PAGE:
Modern Tire Dealer

JUN 2019

Magazine for the professional tire industry

Issue link: https://mtd.epubxp.com/i/1130839

Contents of this Issue

Navigation

Page 53 of 89

M T D J u n e 2 0 1 9 52 ing this time, the "W" type became more popular and the preferred type for many farmers around the world. Today in many regions, the R-1W is the "standard" pattern with some tire lines only available in the R-1W pattern. Let´s look at the differences between R-1 and R-1W in field applications. Soil types are quite individual. Even the same soil type can have different characteristics depending on the thickness of different soil layers, the distance to harder underground layers, and individual and changing weather conditions that impact humidity content. A general recommendation for R-1 or R-1W based only on soil type cannot be made. As the "W" for "wet" says, 20% more tread depth shows significant traction advantages, especially on wet soil types where the lugs sink completely into soil. is additional traction is only given if the soil between the lugs is compressed properly, though (see illustration on this page). Another factor that needs to be considered for the choice between R-1 and R-1W is the application. On many soil types, especially when wet, the "W" type can generate better traction. But for many applications, the traction is not the limiting factor, such as in seeding applications or PTO-driven implements. Here, a wider and more even footprint of the R-1 or even a partly worn tire causes less impact to the soil. One quite special and sensitive applica- tion is the grassland operation, where deep and sharp lugs can cut the turf surface. e effects from this may make the track areas unusable if mud or earth could be picked up in the silage and harm the fermentation. NORBERTO HERBENER, OE applica- tions engineer, Trelleborg Wheel Systems Americas Inc.: First what is a R-1, R-1W, R-2, HF-1, F-2, etc.? It defines the tread pattern of each tire and follows norms/rules established by TRA (USA) and ETRTO (Europe). R-1 and R-1W are the tread patterns used mainly for traction in agriculture and have the typical lug type design. e main difference — defined by norms — is that the lug of an R-1W tire is 20% taller than the lug of an R-1. R-1W is an evolution of the R-1 that started in Europe, as the soil conditions there are normally more humid than in the U.S. From there the "W" in R-1W means "wet." Each tire manufacturer has its own lug design — width, length, angle, shape, quantity — and follows its experience and development to provide the best traction capabilities in each soil condition. (One) advantage of the R-1W is as the lugs are 20% taller (with) a flatter profile, the tire has a longer and more even lug wear life as a conventional R-1. ere are some cases where an R-1 lug height design performs better than an R-1W. is is the case with sprayers and spreaders. is equipment is traveling at high speed with full load on the road (hard surface) where all the pressure is on the lugs only. is high lug movement on hard soil generates higher amount of heat… accelerating the wear of the lugs. Finally, it has been a custom to use the R-2 design (taller lugs) in muddy conditions like in rice fields. e traction performance and grip are superior in these muddy fields, but are not adequate at all for not so muddy soil conditions or road transport. e lugs would suffer high stress, bend with higher damage possibility, (and experience) higher wear and (provide a) very uncomfortable ride. JIM ENYART, technical manager, CEAT Specialty Tires Inc.: e reality is that when comparing tread depths between different product lines from the same manufacturer or from different manufacturers, there are most likely other design differences than just the depth of the tread. ese differences should be a primary concern in the buying or selling process. Tread depth should be a secondary concern. e primary objective should be to iden- tify the best product for the application, period! Making the best choice can only be achieved by identifying the application as well as the features and benefits that are needed or required. Does the specific application require increased load carrying capacities, high speed capabilities, maximized traction, flotation… or does it just need to hold air for the application? e application and features required should drive you to the best product. e answers may lead you to bias, radial, high speed, flotation, row crop, IF, VF or even IF CFO product lines, among others. In the majority of cases, multiple tread depths are unlikely to be a factor in making the purchasing decision. No farmer plans to operate their equip- ment in wet, muddy conditions, but when they have to, they would be better served with R-1W's over R-1's due to the additional traction the deeper lugs can provide. It's much better to be prepared with the deeper tread depth radial tires for wet conditions because down time during harvest season can really hurt the bottom line. If the soil is too dry, or the ground underneath the loose soil is too hard, less tread depth will compress the loose material in the interlug section a little more than more tread depth. In this illustration, note the compression difference in this situa- tion between the R-1W (top) and R-1 (bottom). COURTESY OF CONTINENTAL TIRE A G T i r e T a l k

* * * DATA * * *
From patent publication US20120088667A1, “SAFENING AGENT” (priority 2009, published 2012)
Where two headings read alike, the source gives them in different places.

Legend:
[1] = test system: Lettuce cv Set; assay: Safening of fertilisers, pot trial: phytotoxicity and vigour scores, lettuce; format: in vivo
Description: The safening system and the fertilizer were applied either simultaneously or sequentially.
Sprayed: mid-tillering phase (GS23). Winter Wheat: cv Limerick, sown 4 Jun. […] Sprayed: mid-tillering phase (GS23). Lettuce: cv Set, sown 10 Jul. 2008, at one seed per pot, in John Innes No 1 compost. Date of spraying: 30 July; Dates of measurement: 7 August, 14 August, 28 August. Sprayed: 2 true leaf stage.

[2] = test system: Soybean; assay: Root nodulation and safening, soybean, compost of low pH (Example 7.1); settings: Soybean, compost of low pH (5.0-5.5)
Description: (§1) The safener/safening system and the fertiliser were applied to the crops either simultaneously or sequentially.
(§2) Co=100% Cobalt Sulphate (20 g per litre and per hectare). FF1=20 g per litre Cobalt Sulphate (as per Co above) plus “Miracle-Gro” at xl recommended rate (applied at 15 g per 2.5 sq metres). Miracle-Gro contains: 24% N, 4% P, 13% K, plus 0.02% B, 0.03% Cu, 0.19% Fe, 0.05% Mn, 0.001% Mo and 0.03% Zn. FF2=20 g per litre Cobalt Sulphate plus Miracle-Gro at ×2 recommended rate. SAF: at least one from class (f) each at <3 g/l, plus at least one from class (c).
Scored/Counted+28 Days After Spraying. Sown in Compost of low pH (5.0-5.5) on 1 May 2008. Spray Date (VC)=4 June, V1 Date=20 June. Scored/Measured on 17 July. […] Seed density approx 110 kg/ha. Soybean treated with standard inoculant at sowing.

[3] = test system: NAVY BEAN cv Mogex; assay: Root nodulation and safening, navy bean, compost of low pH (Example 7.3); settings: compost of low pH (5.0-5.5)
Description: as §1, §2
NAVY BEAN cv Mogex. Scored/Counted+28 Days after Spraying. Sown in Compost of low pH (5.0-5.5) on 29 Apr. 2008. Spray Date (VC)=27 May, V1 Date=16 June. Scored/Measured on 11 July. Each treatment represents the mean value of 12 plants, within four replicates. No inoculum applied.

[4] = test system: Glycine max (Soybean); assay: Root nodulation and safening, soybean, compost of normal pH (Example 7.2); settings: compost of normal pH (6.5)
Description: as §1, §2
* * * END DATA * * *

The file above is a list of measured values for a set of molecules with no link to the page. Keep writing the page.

Articles in this issue

Archives of this issue

view archives of Modern Tire Dealer - JUN 2019